Business orientations are classified into the following groups: Production Orientation, Product Orientation, Sales Orientation, and Market Orientation.
Production orientation dominated the business landscapes of the industrial revolution and mid-1900’s; this is where a company is heavily focused on streamlining production processes and concentrating on improving efficiencies with little focus on anything else. Scenario: we can build a car for you, but it comes in black only.
Production orientation is an approach to business that centres its activities on continually improving and refining its products. All efforts are put into making the product better. Scenario: we can offer you non-chip paint on your car.
Some businesses see their main problem as not selling enough of the product or services which they already have available, hence predominantly focusing on sales and selling techniques. As a result, these organisations operate as Sales Oriented companies.
A sales orientated business pays little attention to customer needs and wants and is more concerned about selling. Scenario: if you sign up for the car now we’ll throw in a sunroof.
When a business bases its ability to make profits by using powerful selling techniques to persuade people to buy its products, rather than on customer needs.
This is a culture rather than an individual process. It’s the norms, mindsets, values and behaviours of employers; alongside the structure, systems and control of the organisation. Marketing oriented businesses define their activities as service activities carried out towards the satisfaction of their customers.
In other words, they define their operation as a service business with customer service being the most important activity. They are driven by customer needs which are identified in their objectives. Scenario: we’ll make your car in whatever colour you choose.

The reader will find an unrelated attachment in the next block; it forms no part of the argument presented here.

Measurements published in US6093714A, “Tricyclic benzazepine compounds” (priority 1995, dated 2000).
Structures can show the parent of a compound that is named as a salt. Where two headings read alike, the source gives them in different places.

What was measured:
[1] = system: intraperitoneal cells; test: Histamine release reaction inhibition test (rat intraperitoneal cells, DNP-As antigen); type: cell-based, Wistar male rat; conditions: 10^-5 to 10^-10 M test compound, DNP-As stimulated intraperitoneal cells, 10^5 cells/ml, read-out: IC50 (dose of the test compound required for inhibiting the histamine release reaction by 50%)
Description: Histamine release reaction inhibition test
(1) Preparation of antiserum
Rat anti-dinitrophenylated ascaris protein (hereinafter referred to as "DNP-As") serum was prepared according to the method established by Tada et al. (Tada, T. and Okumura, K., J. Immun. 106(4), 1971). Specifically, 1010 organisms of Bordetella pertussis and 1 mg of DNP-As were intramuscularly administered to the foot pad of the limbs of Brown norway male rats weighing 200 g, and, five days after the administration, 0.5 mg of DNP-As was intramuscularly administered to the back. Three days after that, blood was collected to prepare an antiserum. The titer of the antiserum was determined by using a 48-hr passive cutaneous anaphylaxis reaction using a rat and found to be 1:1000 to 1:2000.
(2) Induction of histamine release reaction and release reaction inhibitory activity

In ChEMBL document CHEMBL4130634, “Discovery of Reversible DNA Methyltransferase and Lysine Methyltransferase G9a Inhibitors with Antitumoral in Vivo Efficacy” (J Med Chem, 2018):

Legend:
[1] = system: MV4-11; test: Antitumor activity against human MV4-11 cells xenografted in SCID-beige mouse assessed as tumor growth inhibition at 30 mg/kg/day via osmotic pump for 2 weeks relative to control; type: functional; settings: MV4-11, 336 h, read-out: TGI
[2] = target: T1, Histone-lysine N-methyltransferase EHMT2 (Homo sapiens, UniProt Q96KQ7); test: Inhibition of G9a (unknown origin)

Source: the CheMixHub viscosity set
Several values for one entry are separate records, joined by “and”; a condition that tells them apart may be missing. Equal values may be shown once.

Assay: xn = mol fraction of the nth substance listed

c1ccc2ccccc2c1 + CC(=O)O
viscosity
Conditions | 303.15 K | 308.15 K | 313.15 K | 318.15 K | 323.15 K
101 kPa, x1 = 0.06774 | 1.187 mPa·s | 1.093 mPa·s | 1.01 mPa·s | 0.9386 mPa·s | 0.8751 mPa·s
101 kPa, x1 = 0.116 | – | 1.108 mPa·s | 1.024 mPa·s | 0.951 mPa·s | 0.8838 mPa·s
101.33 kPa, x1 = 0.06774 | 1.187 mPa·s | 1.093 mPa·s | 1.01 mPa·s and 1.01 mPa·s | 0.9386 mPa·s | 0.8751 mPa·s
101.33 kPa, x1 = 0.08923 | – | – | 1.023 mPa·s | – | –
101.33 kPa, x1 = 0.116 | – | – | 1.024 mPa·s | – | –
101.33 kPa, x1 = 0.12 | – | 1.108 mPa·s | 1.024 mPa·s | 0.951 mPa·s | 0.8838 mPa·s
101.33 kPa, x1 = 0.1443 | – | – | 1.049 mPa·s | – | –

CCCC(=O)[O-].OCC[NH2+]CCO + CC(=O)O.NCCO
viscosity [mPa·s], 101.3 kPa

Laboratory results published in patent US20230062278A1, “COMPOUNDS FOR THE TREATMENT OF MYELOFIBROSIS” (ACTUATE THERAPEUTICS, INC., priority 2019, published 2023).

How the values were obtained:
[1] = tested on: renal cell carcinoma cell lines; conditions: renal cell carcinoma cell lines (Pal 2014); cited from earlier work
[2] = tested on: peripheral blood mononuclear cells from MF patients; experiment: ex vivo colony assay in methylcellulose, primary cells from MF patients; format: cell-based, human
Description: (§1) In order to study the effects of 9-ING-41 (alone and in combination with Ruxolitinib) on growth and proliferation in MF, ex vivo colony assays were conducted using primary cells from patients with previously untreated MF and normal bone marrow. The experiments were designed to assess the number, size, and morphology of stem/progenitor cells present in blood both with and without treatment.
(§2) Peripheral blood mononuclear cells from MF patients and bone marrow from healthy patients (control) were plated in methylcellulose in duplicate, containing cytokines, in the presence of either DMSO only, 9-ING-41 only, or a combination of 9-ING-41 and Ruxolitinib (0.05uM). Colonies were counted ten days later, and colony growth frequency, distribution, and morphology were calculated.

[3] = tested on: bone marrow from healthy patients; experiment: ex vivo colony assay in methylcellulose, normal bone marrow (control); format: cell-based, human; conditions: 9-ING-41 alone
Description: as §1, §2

A marketing orientated approach means a business reacts to what customers want. The decisions taken are based on information about customers’ needs and wants, rather than what the business thinks is right for the customer. Most successful businesses take a market-orientated approach.
Most markets are moving towards a more market-orientated approach because customers have become more knowledgeable and require more variety and better quality. To compete, businesses need to be more sensitive to their customer’s needs; otherwise, they will lose sales to competitors.
Take the current global car markets; the idea that car manufacturers can create a product and sell its features to the eagerly waiting buying public is no longer an option. With an increasingly global economy and more and more choices for consumers, companies must be willing to adapt their market orientation to stay competitive.
When to use it?
Use market orientations when you want to understand, anticipate and satisfy your customer needs. You may already be operating somewhere in-between orientations. Companies can be anywhere on the spectrum as well as having different products at different orientations.
What does it achieve?
- A sense of what customers want
- Links customer’s needs to company capabilities
- Builds relationships
- Creates vision
- Greater internal marketing and communications
- Tracking and information systems for further research and evaluation
- Audit and analyse the current orientation
- Decide on strategy
- Implement a full marketing mix
- Evaluate and control
Being marketing orientated is more than just being customer-led. It requires the full support of the organisation in order to be fully implemented in the long term and may need a complete change in a company’s culture.